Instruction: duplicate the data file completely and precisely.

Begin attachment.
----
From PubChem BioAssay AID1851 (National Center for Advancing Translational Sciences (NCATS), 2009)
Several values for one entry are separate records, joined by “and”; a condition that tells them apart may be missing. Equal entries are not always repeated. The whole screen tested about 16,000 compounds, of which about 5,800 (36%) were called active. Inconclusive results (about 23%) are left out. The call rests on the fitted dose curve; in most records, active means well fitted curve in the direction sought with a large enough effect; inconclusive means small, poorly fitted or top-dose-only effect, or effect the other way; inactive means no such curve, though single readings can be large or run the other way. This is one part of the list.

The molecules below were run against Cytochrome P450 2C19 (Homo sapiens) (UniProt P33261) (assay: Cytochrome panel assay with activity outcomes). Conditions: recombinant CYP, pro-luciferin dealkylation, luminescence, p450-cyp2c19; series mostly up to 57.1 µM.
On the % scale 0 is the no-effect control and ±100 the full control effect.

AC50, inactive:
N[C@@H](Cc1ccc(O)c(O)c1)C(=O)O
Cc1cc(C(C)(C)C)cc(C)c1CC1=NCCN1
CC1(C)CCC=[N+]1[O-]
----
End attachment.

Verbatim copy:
From PubChem BioAssay AID1851 (National Center for Advancing Translational Sciences (NCATS), 2009)
Several values for one entry are separate records, joined by “and”; a condition that tells them apart may be missing. Equal entries are not always repeated. The whole screen tested about 16,000 compounds, of which about 5,800 (36%) were called active. Inconclusive results (about 23%) are left out. The call rests on the fitted dose curve; in most records, active means well fitted curve in the direction sought with a large enough effect; inconclusive means small, poorly fitted or top-dose-only effect, or effect the other way; inactive means no such curve, though single readings can be large or run the other way. This is one part of the list.

The molecules below were run against Cytochrome P450 2C19 (Homo sapiens) (UniProt P33261) (assay: Cytochrome panel assay with activity outcomes). Conditions: recombinant CYP, pro-luciferin dealkylation, luminescence, p450-cyp2c19; series mostly up to 57.1 µM.
On the % scale 0 is the no-effect control and ±100 the full control effect.

AC50, inactive:
N[C@@H](Cc1ccc(O)c(O)c1)C(=O)O
Cc1cc(C(C)(C)C)cc(C)c1CC1=NCCN1
CC1(C)CCC=[N+]1[O-]